Portuguese Africa

Portuguese possessions

Portuguese possessions





Quick reference

General issues: Postage stamps 1898, War tax stamps 1919, Postage due stamps 1945

Country name on general issues: Correios Africa, Colonias, Imperio Colonial Portugues

Currency: 1 Milreis = 1000 Reis 1898, 1 Escudo = 100 Centavos 1919-1945

Political and postal history Portuguese Africa

Commemorating Vasco da Gama

Postal history Portuguese Africa

Please click on the image to enlarge

Portuguese Africa was never a single political entity. Portuguese Africa exists only as a ‘stamp issuing entity’ as the Portuguese, at a number of times, issued stamps for all of their colonies in Africa. Three of these issues have appeared: postage stamps in 1898, war tax stamps in 1919 and postage due stamps in 1945. By far the most appealing are the postage stamps issued 1898.

In 1898, it was four hundred years since the Portuguese explorer Vasco da Gama reached India. Having left from Lisbon in 1497, Vasco da Gama rounded Cape of Good Hope, explored the east African coast and finally crossed the Indian Ocean to arrive in India in 1498. The voyage of Vasco da Gama may been seen as one of the major efforts in establishing the Portuguese colonial empire – the Portuguese would dominate the trade on the Indian Ocean for the next century.

In 1898, Vasco da Gama was commemorated throughout the Portuguese Empire. The postal authorities did so by issuing a set of commemoratives.

The 1898 Vasco da Gama set of postage stamps in more detail

Postal history Portuguese Africa

1898 – Portuguese Africa

For use in the Portuguese possessions in Africa, a set was issued insribed ‘Africa Correios’. The Portuguese possessions in Africa were at the time:

Postal history Portuguese Africa

1898 – Timor

The same set was also issued in other Portuguese possessions – only now inscribed with the names of the issuing countries. These were:

Finally, the set was issued in Portugal itself and the islands in the Atlantic Ocean that were part of Portugal but had their own postal administration at the time:

  • Azores
  • Madeira
  • Portugal.

Thus, the issue was a Portuguese version of what the British would call an ‘Omnibus Issue’ or the French a ‘Grande Série’.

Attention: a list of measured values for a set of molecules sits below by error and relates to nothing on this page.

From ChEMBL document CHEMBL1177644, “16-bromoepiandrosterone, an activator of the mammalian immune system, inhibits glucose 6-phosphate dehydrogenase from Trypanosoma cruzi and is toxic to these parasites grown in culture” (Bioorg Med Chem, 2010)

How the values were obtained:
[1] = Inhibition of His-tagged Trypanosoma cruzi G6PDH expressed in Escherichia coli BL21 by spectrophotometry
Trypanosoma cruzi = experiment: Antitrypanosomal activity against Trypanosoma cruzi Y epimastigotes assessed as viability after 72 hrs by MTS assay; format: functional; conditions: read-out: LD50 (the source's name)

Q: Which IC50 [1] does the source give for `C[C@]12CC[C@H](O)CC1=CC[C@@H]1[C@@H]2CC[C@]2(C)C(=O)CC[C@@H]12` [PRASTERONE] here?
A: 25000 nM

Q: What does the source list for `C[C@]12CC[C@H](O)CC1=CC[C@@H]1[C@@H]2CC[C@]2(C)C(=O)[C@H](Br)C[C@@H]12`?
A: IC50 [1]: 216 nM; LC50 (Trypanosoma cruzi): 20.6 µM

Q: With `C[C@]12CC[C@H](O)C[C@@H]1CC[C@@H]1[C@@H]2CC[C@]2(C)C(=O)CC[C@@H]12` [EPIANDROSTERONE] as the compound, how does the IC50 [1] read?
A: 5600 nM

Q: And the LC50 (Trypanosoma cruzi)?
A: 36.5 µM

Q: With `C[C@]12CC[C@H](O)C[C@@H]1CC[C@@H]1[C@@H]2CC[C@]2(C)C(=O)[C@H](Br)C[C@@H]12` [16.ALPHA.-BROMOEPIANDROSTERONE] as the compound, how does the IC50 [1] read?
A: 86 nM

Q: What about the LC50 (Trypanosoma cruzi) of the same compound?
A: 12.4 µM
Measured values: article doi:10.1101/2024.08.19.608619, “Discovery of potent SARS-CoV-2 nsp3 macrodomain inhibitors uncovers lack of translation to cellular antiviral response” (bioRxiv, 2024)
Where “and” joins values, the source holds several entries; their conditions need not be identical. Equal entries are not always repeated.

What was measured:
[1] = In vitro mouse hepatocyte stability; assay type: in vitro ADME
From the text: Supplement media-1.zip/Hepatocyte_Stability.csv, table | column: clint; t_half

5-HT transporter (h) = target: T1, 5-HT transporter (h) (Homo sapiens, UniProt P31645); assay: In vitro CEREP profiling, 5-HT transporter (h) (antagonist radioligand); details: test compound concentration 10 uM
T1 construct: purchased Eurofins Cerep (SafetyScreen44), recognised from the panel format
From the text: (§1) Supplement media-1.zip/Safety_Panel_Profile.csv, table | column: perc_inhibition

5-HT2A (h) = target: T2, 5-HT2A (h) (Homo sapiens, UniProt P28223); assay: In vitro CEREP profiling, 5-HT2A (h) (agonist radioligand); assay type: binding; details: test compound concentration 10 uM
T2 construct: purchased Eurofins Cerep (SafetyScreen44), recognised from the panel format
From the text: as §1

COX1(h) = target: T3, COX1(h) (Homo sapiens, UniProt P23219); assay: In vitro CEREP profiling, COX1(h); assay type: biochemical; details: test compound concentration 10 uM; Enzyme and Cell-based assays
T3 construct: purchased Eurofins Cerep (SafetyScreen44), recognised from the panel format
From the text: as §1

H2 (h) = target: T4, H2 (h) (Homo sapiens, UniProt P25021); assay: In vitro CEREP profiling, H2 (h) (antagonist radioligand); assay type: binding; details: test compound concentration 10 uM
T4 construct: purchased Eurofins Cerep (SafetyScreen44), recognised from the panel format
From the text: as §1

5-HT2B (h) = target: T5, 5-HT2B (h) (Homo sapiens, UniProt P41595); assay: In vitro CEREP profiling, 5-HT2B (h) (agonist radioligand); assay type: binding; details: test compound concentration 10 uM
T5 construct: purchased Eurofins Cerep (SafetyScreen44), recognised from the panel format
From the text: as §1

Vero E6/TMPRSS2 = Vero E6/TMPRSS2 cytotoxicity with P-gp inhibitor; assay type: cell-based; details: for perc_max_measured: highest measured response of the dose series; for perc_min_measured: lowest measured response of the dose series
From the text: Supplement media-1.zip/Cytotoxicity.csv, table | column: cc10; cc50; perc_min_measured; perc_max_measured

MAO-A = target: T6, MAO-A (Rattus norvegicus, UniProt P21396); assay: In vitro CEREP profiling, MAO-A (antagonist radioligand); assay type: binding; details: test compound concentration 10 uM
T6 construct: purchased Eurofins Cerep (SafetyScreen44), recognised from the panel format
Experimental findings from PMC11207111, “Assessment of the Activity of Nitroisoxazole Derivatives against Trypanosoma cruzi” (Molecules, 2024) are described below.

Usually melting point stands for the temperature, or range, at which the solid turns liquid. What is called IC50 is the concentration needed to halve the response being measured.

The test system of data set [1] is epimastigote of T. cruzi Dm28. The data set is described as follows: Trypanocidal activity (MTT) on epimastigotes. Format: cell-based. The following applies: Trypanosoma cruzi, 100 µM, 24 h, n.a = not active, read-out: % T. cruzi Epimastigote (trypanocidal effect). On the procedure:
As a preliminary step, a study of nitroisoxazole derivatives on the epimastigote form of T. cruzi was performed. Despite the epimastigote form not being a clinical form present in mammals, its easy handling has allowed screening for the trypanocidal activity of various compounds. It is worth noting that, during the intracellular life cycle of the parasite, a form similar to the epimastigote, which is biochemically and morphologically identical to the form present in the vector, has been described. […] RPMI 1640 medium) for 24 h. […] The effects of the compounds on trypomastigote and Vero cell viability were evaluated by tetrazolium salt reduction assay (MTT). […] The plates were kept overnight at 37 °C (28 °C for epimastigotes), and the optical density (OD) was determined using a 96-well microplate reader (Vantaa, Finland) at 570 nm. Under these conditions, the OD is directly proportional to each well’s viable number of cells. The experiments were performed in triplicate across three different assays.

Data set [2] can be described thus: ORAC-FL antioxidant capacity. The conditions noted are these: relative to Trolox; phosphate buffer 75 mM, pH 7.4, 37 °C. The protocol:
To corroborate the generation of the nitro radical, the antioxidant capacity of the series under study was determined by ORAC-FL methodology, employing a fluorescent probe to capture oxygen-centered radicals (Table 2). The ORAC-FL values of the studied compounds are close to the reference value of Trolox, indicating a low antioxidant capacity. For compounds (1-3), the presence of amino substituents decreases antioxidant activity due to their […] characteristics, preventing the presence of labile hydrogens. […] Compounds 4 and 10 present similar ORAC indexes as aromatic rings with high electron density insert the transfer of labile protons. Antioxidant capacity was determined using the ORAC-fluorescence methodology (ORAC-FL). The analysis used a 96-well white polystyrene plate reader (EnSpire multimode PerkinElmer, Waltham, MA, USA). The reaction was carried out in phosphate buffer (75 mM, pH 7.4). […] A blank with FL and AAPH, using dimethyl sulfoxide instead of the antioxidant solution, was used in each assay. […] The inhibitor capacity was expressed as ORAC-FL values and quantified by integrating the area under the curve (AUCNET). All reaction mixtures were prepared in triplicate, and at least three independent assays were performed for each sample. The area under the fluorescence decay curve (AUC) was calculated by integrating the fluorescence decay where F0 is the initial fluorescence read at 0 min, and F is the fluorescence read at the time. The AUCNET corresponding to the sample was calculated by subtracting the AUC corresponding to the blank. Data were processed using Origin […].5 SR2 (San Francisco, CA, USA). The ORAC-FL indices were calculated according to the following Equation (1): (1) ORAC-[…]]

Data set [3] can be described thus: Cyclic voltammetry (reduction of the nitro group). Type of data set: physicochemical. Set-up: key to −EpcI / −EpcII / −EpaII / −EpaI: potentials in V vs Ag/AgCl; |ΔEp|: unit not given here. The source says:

A second life for the Vasco da Gama issue

Postal history Portuguese Africa

1898 – Azores

The set was apparently printed in sufficient numbers to allow for it to have a second life. It was reissued with overprints in almost all countries within the Portuguese Empire. Basically on two occasions: the establishment of the republic in Portugal in 1910 and the introduction of the new currency in Portuguese Africa in 1912. Let’s take a closer look.

In 1910, the monarchy in Portugal had been ousted and the republic proclaimed. All over the Portuguese Empire available stamps were overprinted ‘Republica’. Among these, the Vasco da Gama set which was reissued in the following countries – in some cases with an additional overprint of a new face value to accommodate for changed postal rates:

  • Azores – 1911
  • Macau – 1913
  • Portugal – 1911
  • Portugal – 1911 on the set originally issued for Madeira
  • Portuguese India – 1913
  • Timor – 1913
Postal history Portuguese Africa

1914 – Tete on Macau

In Portuguese Africa the Vasco da Gama set was also reissued with overprints. Only in Portuguese Africa the overprint not only reflects the change to a republic, but also to a new currency – the escudo/centavo introduced in 1912. Thus, stamps were overprinted with ‘Republica’ and the face value in the new currency. In the countries in Africa, the set issued for Portuguese Africa was used, but also the set issued for Macau and Timor. Thus, the overprint also includes the name of the country. We find these overprints in the following countries:

A final note on the Vasco da Gama commemoration in 1898. Portugal also issued a set of postage due stamps to commemorate Vasco da Gama – all of the same design. This set was reissued for postal use with the ‘Republica’ overprint in 1911.

The stamps

The fleet - the actual fleet consisted of four ships, two of which returned.

The fleet – the actual fleet consisted of four ships, two of which returned.

Postal history Portuguese Africa

The fleet arriving at the Indian kingdom of Calicut.

Postal history Portuguese Africa

Embarking at the port of Lisbon.

Postal history Portuguese Africa

The Muse of History overseeing the voyage of the fleet.

Postal history Portuguese Africa

The San Gabriel – the flagship of the fleet commanded by Vasco da Gama – and portraits of Da Gama and Camões. Camões was the Portuguese poet who in the 16th century described the voyage of Da Gama.

Postal history Portuguese Africa

The arch angel Gabriel – the patron saint of the voyage

Postal history Portuguese Africa

The return of the fleet

Postal history Portuguese Africa

Portrait of Vasco da Gama

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